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Chris Potter The Sirens Review

Album. Released 2013.  

BBC Review

The union of ECM with Potter promises to be a happy and fruitful one.

John Eyles 2013

The Sirens is saxophonist Chris Potter’s first ECM release as a leader, a significant milestone which marks the culmination of his inexorable rise over two decades.

Although he has recorded for a respectable selection of labels since his 1994 debut album, ECM is one of a select few (including Blue Note) which says something special about a musician.

While this is Potter’s ECM debut as a leader, he has recorded for the label before with Dave Holland and Paul Motian, just two of the many bands in his impressive CV.

To mark the occasion, Potter has come up with an atypical album for him. Rather than a selection of originals plus standards, Potter composed a cycle of songs without words.

Written in just two weeks, it was inspired by re-reading Homer’s The Odyssey, and he had its epic, mythic mood in mind. Those unfamiliar with ancient Greek literature need not be daunted, as knowledge of the book is not necessary to appreciate the moods and melodies of The Sirens.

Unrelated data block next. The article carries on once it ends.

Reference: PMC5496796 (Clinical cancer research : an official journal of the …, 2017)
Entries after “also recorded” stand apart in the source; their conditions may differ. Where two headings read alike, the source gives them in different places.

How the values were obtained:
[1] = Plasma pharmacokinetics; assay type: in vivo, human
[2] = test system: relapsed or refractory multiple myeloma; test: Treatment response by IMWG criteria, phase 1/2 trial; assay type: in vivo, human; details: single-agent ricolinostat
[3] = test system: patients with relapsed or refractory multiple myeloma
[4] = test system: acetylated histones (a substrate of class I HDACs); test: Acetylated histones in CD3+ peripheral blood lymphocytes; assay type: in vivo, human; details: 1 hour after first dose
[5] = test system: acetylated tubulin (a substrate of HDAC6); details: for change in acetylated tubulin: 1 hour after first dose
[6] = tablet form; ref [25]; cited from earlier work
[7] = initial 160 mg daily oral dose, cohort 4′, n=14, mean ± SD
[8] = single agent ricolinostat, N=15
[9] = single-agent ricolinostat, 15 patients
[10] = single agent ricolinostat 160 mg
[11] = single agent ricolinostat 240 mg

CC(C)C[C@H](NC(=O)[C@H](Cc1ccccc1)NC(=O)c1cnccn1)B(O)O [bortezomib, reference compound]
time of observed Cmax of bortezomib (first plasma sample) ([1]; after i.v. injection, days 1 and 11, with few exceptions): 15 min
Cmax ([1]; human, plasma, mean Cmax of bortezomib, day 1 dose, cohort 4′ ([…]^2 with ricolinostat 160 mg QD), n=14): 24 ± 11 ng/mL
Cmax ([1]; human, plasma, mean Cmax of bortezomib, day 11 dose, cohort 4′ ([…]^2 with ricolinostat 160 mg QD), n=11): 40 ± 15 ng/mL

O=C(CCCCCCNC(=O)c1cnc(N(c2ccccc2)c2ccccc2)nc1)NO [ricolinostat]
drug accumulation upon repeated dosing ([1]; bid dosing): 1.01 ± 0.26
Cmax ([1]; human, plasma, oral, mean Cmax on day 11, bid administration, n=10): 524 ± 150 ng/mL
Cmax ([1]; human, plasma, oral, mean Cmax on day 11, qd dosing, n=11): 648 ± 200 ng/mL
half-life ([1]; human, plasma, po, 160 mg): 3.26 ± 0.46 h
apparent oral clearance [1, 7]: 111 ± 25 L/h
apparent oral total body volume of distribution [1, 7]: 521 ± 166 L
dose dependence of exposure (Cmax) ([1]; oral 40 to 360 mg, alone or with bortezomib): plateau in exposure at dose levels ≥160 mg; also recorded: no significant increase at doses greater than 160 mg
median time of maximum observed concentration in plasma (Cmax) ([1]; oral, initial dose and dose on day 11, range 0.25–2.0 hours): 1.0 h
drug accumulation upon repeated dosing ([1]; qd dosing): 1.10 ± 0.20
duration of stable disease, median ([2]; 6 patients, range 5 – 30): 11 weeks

In an acoustic quintet, Potter is joined by three esteemed former bandmates – pianist Craig Taborn from Potter’s electric band Underground, bassist Larry Grenadier and drummer Eric Harland – plus relative newcomer David Virelles on prepared piano, celeste and harmonium.

Although uncommon, the use of two pianists is very successful, with the two serving different purposes: Taborn on grand piano acts as a conventional accompanist-soloist, while Virelles adds coloration and atmosphere.

Their most notable combination here is the beguiling improvised duet The Shades, which provides a beautiful and relaxed close to the album. 

The quintet creates music that consistently emphasises atmosphere over pyrotechnics. At its heart is Potter’s own playing, as full-toned and assured as ever. He alternates between tenor and soprano saxophones and bass clarinet, on any piece opting for whichever tone is most atmospheric.

So, on the album’s extended title track, he chooses bass clarinet, although its tone is at odds with the song of the Sirens, but the end result is just as irresistible.

The union of ECM with Potter promises to be a happy and fruitful one.

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